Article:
- Disappearance of the rest pain.
- Healing of the wounds.
Patients’ follow-up visits are 1 week after the procedure, then every 3 months for 1 year. Clinical follow-up data were collected at 3, 6, 9, and 12 months. At each follow-up visit the patients were subjected to medication registration, physical examination, ABI measurements, clinical categorization of critical limb ischemia according to the Rutherford categorization, and wound healing assessment. Data were collected in table form sheets and analysis was done regarding all aspects of the procedures, results, and complications.
Data collected throughout history, basic clinical examination, laboratory investigations, and outcome measures were coded, entered, and analyzed using Microsoft Excel software (Microsoft Excel version 2010, SPSS: Statistical Package for the Social Sciences by IBM USA). Data were then imported into the statistical package for the social sciences (SPSS, version 20.0) software for analysis. P values less than 0.05 were considered statistically significant. The Pearson χ2 test was used to compare categorical data. Independent t test was used to compare numerical data. Before analyzing numerical data, their distributions were sufficiently normal for the purpose of conducting a t test (i.e. skew<2.0 and kurtosis<9.0). Analysis of the long-term effectiveness in limb salvage over time was performed using the Kaplan–Meier model.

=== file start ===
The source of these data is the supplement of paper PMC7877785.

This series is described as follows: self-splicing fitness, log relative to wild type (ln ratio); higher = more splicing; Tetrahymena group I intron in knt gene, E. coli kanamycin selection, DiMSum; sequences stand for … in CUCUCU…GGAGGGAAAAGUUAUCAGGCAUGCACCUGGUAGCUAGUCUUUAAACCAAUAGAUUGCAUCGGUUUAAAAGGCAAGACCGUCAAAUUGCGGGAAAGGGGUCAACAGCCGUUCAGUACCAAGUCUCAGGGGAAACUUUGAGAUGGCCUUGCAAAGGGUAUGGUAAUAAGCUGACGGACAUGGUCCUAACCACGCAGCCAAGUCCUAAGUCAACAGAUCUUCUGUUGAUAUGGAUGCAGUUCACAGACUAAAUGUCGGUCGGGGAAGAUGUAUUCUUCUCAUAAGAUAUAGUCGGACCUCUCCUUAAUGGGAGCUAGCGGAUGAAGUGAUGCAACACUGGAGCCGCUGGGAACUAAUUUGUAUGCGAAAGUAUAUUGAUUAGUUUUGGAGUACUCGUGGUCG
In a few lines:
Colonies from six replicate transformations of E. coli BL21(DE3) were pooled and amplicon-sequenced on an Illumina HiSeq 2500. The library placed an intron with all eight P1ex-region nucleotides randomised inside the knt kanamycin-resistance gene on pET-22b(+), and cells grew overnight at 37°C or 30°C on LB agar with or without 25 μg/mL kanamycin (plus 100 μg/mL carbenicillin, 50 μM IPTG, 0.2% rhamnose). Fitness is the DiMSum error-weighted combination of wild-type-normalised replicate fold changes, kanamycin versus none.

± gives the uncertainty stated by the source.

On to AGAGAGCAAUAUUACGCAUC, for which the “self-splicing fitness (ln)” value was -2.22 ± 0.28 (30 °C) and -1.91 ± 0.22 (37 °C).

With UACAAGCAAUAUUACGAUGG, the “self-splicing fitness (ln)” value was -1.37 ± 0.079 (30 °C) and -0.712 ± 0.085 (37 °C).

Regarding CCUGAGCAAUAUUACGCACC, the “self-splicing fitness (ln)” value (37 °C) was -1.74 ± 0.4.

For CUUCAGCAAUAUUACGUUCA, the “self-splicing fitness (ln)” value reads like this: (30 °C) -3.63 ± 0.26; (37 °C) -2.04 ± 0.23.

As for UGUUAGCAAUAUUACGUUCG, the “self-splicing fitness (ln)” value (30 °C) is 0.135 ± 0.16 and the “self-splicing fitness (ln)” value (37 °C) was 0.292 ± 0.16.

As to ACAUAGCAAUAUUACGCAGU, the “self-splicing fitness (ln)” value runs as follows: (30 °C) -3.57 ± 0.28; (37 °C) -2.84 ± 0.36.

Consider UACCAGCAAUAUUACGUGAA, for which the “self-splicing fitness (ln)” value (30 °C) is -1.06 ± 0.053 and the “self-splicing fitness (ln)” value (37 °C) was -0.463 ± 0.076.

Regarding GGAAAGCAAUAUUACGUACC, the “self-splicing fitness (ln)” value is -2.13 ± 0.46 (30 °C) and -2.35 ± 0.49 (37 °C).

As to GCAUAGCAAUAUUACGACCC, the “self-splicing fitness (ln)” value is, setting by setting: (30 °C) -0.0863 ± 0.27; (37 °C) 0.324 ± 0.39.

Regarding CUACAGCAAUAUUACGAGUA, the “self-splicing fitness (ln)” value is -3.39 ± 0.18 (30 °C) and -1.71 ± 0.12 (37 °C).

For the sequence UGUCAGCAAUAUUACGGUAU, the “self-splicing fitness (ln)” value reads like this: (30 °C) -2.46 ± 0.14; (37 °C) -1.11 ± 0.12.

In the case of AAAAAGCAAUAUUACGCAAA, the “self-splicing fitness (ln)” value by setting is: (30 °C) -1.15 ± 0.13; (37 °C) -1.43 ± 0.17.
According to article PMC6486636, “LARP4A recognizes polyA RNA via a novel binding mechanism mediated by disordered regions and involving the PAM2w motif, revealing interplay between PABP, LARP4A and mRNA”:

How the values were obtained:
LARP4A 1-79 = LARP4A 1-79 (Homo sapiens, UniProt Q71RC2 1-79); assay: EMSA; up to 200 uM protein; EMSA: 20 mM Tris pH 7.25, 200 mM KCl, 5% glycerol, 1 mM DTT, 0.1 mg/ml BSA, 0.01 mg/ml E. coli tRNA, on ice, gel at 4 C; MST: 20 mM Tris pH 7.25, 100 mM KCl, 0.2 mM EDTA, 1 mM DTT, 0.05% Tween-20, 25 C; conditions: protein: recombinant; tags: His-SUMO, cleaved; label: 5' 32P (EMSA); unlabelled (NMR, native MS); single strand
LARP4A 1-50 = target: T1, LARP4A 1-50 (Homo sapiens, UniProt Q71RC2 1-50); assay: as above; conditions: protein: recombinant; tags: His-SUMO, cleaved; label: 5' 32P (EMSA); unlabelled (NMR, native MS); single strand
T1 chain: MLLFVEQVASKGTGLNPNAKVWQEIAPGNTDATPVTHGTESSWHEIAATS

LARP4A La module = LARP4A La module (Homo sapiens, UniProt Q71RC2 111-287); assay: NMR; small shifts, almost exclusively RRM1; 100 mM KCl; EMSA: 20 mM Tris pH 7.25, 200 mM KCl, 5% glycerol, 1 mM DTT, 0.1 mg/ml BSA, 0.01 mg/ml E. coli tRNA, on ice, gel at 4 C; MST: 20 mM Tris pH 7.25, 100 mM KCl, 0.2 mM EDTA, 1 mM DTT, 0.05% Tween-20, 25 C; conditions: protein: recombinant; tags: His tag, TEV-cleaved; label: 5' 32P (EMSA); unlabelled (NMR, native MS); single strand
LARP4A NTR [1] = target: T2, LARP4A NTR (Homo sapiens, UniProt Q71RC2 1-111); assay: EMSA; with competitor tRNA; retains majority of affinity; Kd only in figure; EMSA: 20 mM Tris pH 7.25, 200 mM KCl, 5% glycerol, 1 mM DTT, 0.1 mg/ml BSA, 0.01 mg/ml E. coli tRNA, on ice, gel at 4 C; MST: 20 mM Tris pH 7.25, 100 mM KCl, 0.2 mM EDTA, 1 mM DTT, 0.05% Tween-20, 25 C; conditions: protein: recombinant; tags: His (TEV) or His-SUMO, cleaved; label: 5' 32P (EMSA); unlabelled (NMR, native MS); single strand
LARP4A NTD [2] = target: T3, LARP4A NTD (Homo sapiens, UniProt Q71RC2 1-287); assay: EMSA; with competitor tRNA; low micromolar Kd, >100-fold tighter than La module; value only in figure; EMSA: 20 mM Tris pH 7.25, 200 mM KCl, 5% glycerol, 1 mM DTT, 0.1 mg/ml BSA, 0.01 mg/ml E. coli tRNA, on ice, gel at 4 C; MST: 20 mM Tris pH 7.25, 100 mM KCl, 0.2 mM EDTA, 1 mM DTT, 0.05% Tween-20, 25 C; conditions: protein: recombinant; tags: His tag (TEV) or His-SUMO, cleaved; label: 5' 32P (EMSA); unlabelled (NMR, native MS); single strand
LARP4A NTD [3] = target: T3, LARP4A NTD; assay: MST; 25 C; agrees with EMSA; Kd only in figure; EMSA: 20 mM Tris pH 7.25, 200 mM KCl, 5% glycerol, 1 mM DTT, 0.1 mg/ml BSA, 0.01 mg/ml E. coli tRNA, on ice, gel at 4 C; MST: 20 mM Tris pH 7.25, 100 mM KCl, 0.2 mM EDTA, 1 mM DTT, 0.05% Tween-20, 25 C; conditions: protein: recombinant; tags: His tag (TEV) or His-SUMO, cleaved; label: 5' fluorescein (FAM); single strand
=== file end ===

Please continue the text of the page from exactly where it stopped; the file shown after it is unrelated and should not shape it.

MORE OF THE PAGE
| Results|| |
Thirty-five patients suffering from Critical Limb Ischemia (CLI) underwent endovascular revascularization of FP and infrapopliteal (IP) arterial atherosclerotic occlusive disease in the period from July 2016 to December 2017. The mean age was 61 years with a SD of 7 years. Screening for risk factors for atherosclerotic disease has shown that 60% of the patients belonged to the male sex. The majority (88%) were diabetics, two-thirds (23) suffered from systemic hypertension, and 42% (15) were smokers. According to Rutherford classification for chronic lower limb ischemia, 19 (54%) patients presented with rest pain, while 10 (28%) and six (17%) patients suffered from minor and major tissue loss, respectively. [Table 1] illustrates different demographic and clinical characteristics of the study patients.
Angiographically, the distribution of the arterial lesions involved the FP segment in 13 (37%) patients while lesions affecting both FP and IP segments were found in 22 (63%) patients ([Figure 1]). FP lesions (35) were classified according to the TASC II system. IP lesions (22) were classified based on the number of affected crural arteries. Angiographic distribution and characteristics of the lesions are summarized in [Table 2].